All that said, for such a powerful 16-inch laptop, it’s relatively thin, while slim screen bezels keep the over proportions about as compact as they can be. Thanks to the 2-in-1 functionality, however, all the ports and connectors are located on the sides of the chassis rather than the rear. Depending on how you like to set your desk up, that may not be the best solution for cable management.
Asus ROG Flow X16 review: price
At $2,700 in the US and £2,800 in the UK as configured, the Asus ROG Flow X16 ain’t exactly cheap. But then nothing with this class of componentry is ever terribly affordable. A similarly specced Razer Blade 17, for instance, goes for similar money.
Asus ROG Flow X16 review: performance
Cinebench R23: 14,773pts
3DMark Firestrike: 24,192pts
PCMark 10: 7,077pts
Metro Exodus: 1080p Ultra: 74fps
Total War: Three Kingdoms 1080p Ultra: 79fps
Crystal Disk read: 6,752MB/s
Crystal Disk write: 4,996MB/s
Crystal Disk 4K read: 64MB/s
Crystal Disk 4K write: 164MB/s
4K x265 encode: 8.6fps
Battery life (1080p video playback): 7h 8m
Mini-LED desktop monitors like the Samsung Neo G9 can be disappointing. But the mini-LED panel in this laptop is spectacular. It’s painfully bright if you want it to be, but also very well calibrated.
Overall, this is one of the best panels with full-array local dimming implementations we’ve seen, far better than any comparable desktop monitor. With HDR enabled, you get none of the backlighting weirdnesses that afflict desktop monitors. Just utterly eye-popping HDR performance, plus excellent SDR rendering when in HDR mode. There really are no drawbacks. You can even adjust the overall brightness level in HDR mode, something that’s usually not possible with a monitor. Long story short, this is HDR and local dimming done right.
Elsewhere, there are no obvious performance weaknesses. The AMD Ryzen 9 6900HS CPU is more an incremental step than a revolution compared to its 5000 Series predecessor. But it’s still a hugely powerful chip that will tear through everything from video encoding to photo editing. The 32GB of RAM likewise means that even demanding users will rarely run out of memory and the 1TB PCIe 4.0 SSD is about as good as solid state storage currently gets.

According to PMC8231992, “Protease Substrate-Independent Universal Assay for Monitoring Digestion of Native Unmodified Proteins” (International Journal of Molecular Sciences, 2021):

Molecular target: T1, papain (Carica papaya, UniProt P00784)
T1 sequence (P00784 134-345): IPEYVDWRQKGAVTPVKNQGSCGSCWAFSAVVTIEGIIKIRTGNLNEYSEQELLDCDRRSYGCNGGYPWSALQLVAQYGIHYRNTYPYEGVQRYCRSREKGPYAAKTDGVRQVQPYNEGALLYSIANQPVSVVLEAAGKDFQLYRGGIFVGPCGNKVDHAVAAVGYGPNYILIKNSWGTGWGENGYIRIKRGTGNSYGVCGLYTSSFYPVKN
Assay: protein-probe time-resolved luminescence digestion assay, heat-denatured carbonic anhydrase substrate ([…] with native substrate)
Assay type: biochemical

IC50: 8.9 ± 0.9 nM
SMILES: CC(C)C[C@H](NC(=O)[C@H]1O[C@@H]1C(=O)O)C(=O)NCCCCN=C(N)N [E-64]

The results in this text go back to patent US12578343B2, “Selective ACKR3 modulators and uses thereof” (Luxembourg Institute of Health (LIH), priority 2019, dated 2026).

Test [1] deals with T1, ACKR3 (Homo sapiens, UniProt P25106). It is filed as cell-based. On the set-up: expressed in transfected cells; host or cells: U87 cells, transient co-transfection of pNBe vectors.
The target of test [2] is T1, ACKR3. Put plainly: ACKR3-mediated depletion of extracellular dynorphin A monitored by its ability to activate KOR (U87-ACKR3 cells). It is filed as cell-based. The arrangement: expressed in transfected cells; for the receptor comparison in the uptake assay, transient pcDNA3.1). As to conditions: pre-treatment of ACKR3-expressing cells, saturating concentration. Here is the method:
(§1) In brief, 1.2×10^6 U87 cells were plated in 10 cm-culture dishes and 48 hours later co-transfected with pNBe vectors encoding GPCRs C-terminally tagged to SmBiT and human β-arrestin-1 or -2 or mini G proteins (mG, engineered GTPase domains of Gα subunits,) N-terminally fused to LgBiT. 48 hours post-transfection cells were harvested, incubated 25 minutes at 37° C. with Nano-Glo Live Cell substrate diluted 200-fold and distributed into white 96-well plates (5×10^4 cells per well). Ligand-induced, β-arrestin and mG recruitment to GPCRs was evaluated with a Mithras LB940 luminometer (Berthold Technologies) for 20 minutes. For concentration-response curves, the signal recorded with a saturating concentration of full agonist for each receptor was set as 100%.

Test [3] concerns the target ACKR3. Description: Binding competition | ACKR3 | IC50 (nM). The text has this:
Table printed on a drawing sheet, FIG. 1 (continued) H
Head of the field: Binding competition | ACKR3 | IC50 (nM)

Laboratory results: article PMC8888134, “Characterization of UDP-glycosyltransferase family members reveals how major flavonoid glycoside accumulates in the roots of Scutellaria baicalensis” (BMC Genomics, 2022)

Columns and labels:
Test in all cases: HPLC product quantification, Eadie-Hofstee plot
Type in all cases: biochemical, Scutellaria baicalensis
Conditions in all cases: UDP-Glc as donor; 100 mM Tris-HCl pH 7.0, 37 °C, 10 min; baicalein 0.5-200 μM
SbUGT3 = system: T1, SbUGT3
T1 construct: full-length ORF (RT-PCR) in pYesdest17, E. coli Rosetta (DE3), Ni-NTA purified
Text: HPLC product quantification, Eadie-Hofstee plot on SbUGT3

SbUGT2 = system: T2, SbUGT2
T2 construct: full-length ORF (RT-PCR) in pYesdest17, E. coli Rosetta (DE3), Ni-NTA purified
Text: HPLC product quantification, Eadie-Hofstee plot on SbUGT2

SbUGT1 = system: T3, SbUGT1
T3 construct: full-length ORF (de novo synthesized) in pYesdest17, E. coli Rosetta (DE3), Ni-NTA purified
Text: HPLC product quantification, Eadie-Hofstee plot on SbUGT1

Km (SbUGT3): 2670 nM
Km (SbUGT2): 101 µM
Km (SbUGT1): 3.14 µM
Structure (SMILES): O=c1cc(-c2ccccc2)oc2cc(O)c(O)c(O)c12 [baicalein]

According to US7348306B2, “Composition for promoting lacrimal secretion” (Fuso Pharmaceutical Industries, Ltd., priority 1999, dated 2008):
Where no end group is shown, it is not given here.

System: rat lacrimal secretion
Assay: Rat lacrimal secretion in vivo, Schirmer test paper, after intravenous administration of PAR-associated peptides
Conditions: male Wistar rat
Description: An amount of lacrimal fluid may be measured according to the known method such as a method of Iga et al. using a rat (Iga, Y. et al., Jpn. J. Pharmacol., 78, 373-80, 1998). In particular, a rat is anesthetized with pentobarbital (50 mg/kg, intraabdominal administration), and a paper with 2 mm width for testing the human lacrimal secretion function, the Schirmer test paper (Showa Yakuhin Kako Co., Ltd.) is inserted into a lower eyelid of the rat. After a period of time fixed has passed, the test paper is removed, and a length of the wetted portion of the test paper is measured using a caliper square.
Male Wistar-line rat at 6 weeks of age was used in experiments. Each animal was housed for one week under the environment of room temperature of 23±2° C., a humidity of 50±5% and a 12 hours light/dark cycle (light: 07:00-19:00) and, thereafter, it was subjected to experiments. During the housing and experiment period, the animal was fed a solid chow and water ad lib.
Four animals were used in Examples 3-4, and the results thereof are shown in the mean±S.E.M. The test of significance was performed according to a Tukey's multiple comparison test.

As for the Nvidia graphics, well, again the 3070 Ti GPU is awfully quick. Sure, even quicker 3080 and 3080 Ti graphics chops are available from Nvidia. But we’re very much talking marginal gains for benchmark results rather than the sort of big step that you can feel in the real world.
With all that in mind, it’s impressive to find that over seven hours of battery-powered video playback is possible. OK, that’s not true all-day battery life. But you can definitely get some useful work done away from the mains. This is not a desktop-replacement laptop that wilts after a couple of hours.
Should you buy the Asus ROG Flow X16?
If you’re after a really powerful laptop with a fabulous screen, the simple answer is yes. The Asus ROG Flow X16’s mini-LED display is exception, its CPU and and GPU serve up massive performance. It’s very well built. And even has decent battery life.
Add in the 2-in-1 tablet functionality and this is a multi-talented laptop that does so many things well. OK, it’s too big to use comfortably as a tablet. And port location on the sides of the chassis can be annoying and untidy in terms of cable management. And, of course, this class of laptop is never going to be cheap. But if you’re in the market for a really powerful desktop replacement with a great screen that’s up to the job of everything from gaming to heavy duty video encoding, put the Asus ROG Flow X16 near the top of your shortlist. It’s fantastic.